Calpers Rejects Plea to Divest From Carmakers Over Emissions

(Bloomberg) -- The California Public Employees’ Retirement System opposes plans by the Trump administration to relax vehicle emissions standards. But don’t expect Calpers to exert its muscle by dumping shares of car makers.

The nation’s largest pension system has rejected a call to divest from vehicle manufacturers that follow the president’s agenda to roll back fuel efficiency standards, according to an April 20 letter. The dismissal was in response to a divestment plea from California Representative Mark DeSaulnier earlier this month. Instead, Calpers plans to “actively call on our portfolio companies to adopt better standards,” according to the letter by Marcie Frost, the fund’s chief executive officer.

“While divestment may serve to bring attention to an important issue, it generally comes at a high cost in terms of both investment performance and our ongoing ability to influence corporate behavior,” Frost wrote in Friday’s letter. ”Engagement is by far a more effective means of communicating concerns to portfolio companies.”

But the letter didn’t persuade DeSaulnier to back down. On Tuesday, joined by 10 Democrats from California, the congressman again called for the state pension system to divest its portfolio of car companies that loosen emissions standards.

Calpers should take such action to demonstrate the importance of fuel-efficiency standards and the groundbreaking role the state has played in this area, the lawmakers wrote in a letter.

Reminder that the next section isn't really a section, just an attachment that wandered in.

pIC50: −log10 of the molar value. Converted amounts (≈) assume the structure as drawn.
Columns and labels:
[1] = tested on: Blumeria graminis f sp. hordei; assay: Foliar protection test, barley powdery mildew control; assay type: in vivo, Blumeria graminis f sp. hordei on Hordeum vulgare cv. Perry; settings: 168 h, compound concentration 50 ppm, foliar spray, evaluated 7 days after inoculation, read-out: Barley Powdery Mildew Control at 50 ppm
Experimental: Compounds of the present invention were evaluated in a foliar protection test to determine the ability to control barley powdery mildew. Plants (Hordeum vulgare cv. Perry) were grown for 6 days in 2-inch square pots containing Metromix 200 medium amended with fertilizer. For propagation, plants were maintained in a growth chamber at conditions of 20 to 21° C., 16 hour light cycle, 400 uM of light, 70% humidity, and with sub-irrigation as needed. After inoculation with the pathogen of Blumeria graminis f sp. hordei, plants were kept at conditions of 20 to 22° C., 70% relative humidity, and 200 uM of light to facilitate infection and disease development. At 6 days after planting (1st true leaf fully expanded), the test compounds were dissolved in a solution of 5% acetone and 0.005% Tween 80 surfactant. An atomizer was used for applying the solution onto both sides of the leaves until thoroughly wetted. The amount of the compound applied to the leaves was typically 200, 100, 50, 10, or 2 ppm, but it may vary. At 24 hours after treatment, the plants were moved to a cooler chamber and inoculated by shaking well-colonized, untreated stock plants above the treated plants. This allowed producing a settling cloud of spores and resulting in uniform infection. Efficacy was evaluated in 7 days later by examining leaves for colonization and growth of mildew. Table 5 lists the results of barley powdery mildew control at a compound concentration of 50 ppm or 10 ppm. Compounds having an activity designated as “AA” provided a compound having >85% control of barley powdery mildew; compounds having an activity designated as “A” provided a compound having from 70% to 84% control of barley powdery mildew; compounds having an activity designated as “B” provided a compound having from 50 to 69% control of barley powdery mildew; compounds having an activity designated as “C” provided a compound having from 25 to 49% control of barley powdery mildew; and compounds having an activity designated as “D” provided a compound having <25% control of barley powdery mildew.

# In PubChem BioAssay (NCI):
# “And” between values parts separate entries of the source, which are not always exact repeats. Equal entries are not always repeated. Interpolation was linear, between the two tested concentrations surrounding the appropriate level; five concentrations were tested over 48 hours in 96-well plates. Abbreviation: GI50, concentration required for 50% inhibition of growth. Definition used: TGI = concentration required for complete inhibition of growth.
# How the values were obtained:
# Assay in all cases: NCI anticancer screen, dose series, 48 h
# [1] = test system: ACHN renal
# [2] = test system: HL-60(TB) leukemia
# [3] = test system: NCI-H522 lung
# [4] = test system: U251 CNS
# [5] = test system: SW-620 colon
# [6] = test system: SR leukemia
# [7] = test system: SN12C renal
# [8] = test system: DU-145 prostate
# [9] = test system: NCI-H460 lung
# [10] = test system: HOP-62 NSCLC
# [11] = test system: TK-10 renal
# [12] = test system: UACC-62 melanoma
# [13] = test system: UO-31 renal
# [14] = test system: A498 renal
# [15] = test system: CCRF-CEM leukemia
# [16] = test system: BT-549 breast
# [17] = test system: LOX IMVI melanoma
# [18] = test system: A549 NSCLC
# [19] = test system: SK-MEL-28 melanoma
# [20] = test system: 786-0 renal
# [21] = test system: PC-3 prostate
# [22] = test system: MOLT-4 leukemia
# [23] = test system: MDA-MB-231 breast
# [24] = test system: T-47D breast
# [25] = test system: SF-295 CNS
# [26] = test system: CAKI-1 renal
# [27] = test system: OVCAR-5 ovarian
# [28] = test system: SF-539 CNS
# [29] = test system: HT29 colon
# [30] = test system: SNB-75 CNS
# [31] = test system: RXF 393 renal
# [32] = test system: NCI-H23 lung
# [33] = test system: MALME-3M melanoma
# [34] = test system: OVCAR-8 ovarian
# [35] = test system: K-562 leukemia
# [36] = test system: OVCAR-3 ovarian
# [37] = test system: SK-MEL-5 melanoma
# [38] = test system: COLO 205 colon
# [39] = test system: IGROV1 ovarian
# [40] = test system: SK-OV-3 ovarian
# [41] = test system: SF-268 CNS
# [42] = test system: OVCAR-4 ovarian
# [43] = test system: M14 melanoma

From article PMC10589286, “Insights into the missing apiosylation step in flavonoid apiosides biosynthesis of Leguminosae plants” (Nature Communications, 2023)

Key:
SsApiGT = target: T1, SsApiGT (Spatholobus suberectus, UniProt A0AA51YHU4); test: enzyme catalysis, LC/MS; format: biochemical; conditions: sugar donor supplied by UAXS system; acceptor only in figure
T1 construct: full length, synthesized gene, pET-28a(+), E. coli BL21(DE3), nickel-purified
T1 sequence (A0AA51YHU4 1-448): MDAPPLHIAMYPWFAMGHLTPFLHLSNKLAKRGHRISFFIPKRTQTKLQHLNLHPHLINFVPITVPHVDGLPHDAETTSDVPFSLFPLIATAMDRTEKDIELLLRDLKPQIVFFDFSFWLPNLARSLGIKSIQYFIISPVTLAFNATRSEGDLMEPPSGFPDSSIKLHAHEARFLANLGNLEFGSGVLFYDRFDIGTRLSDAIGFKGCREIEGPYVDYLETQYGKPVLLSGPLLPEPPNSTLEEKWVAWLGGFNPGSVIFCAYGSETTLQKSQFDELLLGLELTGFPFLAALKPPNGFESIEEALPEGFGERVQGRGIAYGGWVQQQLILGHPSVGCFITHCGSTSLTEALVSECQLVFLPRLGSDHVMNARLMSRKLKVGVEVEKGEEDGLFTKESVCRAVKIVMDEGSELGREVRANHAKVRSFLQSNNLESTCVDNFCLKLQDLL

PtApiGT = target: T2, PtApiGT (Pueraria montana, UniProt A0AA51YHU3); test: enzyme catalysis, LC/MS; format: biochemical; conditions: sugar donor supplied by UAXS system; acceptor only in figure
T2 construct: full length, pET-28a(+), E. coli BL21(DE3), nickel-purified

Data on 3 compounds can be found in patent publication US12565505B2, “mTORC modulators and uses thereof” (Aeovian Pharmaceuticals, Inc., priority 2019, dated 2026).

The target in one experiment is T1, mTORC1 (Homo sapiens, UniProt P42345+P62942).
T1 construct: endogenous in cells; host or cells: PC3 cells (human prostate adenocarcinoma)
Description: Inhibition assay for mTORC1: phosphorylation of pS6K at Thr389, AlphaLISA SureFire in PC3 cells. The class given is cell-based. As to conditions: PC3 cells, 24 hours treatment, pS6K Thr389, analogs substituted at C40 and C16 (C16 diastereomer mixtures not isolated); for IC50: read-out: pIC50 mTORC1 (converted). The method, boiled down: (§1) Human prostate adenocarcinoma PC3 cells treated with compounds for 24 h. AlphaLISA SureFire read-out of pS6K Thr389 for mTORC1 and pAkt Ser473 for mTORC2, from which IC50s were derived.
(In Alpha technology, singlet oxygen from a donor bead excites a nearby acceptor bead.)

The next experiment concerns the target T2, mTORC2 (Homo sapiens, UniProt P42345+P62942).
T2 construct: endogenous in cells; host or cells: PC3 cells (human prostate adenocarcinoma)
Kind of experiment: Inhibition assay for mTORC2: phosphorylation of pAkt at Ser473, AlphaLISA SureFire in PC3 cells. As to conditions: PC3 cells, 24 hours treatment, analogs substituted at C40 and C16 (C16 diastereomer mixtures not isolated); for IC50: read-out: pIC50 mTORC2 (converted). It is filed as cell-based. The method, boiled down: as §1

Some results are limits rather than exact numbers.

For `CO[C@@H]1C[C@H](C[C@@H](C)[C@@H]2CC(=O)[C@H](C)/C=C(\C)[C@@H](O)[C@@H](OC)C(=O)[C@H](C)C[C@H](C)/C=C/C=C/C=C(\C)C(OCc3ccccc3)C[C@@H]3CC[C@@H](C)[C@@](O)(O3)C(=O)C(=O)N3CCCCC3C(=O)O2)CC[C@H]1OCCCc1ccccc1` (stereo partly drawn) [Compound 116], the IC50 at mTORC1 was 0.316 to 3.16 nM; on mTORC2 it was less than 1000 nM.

The Trump administration hopes to roll back fuel standards to those established before President Barack Obama came into office. The former president’s stance on fuel economy was inspired by California’s strict emissions requirements.

“California has long been the leader on clean air, and it is incumbent on public retirement funds, like Calpers, to uphold its stated values of social responsibility and sustainability and hold accountable any auto manufacturer that seeks to skirt public health for short term profits,” DeSaulnier said in an email Tuesday to Bloomberg News.

Megan White, a spokeswoman for Calpers, declined to comment on the letter.

Calpers, which has about $352.6 billion in assets, has become a leader in using its investing weight to push companies on environmental, social and governance issues.

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